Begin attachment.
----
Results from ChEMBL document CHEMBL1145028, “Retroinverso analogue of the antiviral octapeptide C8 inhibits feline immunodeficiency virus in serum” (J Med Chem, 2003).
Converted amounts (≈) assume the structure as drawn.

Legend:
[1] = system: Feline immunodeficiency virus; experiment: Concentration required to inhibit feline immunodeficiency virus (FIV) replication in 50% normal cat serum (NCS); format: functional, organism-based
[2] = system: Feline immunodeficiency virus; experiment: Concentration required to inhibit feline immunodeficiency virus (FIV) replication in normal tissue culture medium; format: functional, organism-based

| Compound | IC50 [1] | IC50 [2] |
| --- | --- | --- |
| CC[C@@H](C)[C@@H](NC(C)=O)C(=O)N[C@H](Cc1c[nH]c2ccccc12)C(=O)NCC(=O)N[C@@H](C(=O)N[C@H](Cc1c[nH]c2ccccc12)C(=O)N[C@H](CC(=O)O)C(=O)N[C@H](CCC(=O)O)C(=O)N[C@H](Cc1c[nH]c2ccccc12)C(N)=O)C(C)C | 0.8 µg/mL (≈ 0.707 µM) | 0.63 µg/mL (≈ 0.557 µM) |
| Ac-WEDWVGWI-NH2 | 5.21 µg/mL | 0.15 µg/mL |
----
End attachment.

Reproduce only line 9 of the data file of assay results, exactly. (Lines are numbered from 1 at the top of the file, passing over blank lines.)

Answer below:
| Ac-WEDWVGWI-NH2 | 5.21 µg/mL | 0.15 µg/mL |